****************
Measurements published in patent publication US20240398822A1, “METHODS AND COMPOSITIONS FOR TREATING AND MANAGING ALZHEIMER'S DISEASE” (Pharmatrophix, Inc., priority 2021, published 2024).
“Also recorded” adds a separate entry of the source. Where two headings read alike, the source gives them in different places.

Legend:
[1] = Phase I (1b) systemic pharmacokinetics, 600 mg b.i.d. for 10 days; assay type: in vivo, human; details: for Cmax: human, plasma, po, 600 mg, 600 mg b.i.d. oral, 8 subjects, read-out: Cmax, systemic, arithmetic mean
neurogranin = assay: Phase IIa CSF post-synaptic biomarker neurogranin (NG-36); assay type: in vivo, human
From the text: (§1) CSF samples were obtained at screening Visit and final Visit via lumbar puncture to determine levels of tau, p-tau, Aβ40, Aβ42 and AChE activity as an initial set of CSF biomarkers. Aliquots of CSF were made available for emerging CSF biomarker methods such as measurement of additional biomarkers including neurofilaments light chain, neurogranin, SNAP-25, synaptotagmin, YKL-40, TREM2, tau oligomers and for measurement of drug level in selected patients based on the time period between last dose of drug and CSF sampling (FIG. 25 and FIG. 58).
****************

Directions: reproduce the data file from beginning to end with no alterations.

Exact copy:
Measurements published in patent publication US20240398822A1, “METHODS AND COMPOSITIONS FOR TREATING AND MANAGING ALZHEIMER'S DISEASE” (Pharmatrophix, Inc., priority 2021, published 2024).
“Also recorded” adds a separate entry of the source. Where two headings read alike, the source gives them in different places.

Legend:
[1] = Phase I (1b) systemic pharmacokinetics, 600 mg b.i.d. for 10 days; assay type: in vivo, human; details: for Cmax: human, plasma, po, 600 mg, 600 mg b.i.d. oral, 8 subjects, read-out: Cmax, systemic, arithmetic mean
neurogranin = assay: Phase IIa CSF post-synaptic biomarker neurogranin (NG-36); assay type: in vivo, human
From the text: (§1) CSF samples were obtained at screening Visit and final Visit via lumbar puncture to determine levels of tau, p-tau, Aβ40, Aβ42 and AChE activity as an initial set of CSF biomarkers. Aliquots of CSF were made available for emerging CSF biomarker methods such as measurement of additional biomarkers including neurofilaments light chain, neurogranin, SNAP-25, synaptotagmin, YKL-40, TREM2, tau oligomers and for measurement of drug level in selected patients based on the time period between last dose of drug and CSF sampling (FIG. 25 and FIG. 58).